The 2009 collapse of Cologne's archive killed two people, destroyed innumerable historical documents and caused millions in damage. Over nine years later, a court found that the builders were largely not to blame.
A fourth defendant was handed a suspended sentence of eight months. The defendant is part of the construction management department of the city's public transportation operator KVB, which was overseeing the construction of a new subway line in front of the building at the time of the accident.
After a years-long investigation, prosecutors said that the faulty construction of an underground station was to blame for the collapse, which killed two people and caused more than €1 billion ($1.1 billion) in damage.
Of the defendants who were found not guilty of negligence, one is also a KVB worker while the other two are from private construction companies that were working on the subway tunnel.
Judge: Subway error sole cause of accident
Presiding judge Michael Greve said the cause of the building's collapse was "clearly and without a doubt" caused by a serious error in the construction of a diaphragm, or slurry wall, in the new subway station. He said that this was the sole cause of the accident and that nothing else was to blame.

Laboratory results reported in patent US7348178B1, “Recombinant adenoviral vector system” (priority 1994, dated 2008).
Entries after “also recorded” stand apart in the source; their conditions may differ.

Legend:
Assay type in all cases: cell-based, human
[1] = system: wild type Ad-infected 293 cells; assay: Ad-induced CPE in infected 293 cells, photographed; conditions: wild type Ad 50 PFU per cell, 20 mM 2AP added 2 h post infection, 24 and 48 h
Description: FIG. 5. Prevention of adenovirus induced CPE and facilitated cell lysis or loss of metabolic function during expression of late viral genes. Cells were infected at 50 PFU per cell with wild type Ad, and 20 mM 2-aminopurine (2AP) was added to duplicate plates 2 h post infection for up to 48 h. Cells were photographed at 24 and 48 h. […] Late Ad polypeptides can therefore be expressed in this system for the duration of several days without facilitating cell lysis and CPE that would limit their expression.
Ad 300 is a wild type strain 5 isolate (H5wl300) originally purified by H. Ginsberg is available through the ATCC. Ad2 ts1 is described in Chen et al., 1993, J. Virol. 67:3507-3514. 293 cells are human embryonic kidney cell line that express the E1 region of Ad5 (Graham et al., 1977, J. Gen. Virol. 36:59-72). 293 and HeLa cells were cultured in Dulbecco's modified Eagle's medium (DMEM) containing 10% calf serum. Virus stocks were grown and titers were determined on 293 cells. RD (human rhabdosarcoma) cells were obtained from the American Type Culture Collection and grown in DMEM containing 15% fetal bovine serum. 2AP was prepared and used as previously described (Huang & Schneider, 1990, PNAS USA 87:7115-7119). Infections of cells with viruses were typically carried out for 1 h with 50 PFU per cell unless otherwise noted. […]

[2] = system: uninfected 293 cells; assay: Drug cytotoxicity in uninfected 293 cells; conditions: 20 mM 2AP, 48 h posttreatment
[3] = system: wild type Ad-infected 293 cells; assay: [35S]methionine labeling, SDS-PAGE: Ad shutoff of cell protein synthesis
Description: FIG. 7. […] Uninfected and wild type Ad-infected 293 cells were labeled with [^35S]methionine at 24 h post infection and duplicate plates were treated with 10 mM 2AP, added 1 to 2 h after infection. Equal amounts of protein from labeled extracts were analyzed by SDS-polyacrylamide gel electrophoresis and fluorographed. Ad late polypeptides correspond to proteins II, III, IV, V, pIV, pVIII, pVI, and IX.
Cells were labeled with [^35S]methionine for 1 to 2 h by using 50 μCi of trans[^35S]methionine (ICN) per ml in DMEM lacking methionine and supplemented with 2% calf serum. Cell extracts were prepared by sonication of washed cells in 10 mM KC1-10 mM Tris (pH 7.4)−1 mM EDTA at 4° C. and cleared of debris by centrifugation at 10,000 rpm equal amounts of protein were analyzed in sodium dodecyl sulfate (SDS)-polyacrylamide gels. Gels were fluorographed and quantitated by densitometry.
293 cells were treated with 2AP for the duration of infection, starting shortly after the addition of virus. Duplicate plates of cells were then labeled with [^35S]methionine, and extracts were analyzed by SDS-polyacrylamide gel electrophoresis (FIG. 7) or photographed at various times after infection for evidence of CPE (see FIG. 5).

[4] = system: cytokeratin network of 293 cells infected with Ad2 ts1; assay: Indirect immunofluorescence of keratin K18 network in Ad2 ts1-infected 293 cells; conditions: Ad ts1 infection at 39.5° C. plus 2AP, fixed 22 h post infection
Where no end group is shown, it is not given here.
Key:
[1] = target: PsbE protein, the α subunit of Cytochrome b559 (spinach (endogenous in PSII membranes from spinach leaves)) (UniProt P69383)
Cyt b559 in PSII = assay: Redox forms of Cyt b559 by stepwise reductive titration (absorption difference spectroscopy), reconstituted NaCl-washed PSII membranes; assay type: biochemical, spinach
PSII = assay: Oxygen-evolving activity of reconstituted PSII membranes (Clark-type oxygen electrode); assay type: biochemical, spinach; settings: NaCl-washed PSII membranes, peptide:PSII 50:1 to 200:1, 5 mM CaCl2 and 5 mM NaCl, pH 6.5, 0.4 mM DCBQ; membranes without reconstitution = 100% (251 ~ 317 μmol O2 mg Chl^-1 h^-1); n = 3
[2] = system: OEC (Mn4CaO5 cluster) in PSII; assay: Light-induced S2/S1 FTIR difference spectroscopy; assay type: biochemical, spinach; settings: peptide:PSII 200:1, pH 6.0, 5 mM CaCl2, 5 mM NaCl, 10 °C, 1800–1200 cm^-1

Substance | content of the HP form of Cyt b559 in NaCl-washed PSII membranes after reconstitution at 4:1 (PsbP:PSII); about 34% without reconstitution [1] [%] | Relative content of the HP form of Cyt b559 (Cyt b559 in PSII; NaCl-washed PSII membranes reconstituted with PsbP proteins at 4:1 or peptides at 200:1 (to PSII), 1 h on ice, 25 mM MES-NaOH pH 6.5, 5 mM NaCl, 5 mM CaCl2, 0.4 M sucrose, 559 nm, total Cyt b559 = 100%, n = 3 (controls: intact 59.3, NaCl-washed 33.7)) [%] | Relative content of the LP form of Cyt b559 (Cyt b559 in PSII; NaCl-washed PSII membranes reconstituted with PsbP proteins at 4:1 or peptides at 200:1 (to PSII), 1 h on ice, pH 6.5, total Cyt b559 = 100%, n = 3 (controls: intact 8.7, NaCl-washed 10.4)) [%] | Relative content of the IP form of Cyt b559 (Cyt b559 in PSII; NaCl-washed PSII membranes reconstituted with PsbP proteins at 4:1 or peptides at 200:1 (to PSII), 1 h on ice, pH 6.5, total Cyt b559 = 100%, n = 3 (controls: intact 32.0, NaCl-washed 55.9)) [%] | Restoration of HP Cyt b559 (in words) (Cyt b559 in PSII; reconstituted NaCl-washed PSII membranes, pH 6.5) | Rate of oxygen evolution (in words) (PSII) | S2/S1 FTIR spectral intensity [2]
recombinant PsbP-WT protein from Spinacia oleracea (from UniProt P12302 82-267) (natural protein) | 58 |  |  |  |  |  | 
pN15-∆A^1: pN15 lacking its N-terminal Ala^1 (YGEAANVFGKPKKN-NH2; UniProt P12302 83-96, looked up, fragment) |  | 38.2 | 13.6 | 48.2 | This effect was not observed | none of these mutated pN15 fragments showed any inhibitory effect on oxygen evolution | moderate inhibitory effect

In the case of the the three acquitted defendants, "no breach of duty" could be proven, Greve said, adding that the court was certain that nobody intended for the building to collapse.
The judge added that he was aware that Friday's ruling would "possibly cause a certain lack of understanding" with the public, but that they could not make a ruling based on public outcry.
Prosecutors had argued that the defendants had not monitored, documented or communicated about the construction work in front of the building as was required. They'd previously called for three of the four defendants to receive suspended sentences.
"The accident could have been prevented," Cologne public prosecutor Torsten Elschenbroich told the court in late September.
The collapse of the city's archive building in March 2009 killed two people in neighboring apartment buildings who were buried underneath the rubble.
Investigators said that a flaw in the slurry wall of one of the subway station tunnels caused so much gravel, sand and water to flow underneath the city archive, that the building's foundation crumbled beneath it.
The shocking accident also damaged tens of thousands of historical documents in the archive, whose collection was originally started in the Middle Ages. Prior to its collapse, the building housed Germany's largest municipal archive.
First responders and volunteers were able to recover almost all of the documents that were buried in the mud and water of the collapse, but many were severely and irreparably damaged. Work to restore the documents that can be salvaged is still ongoing.